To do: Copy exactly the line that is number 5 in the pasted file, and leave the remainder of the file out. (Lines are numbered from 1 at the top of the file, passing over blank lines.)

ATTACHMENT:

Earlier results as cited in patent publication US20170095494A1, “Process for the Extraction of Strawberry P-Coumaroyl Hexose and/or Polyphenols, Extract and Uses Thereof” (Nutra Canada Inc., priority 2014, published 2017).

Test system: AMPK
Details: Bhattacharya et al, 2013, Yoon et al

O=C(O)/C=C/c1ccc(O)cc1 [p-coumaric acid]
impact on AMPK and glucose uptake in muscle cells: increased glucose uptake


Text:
impact on AMPK and glucose uptake in muscle cells: increased glucose uptake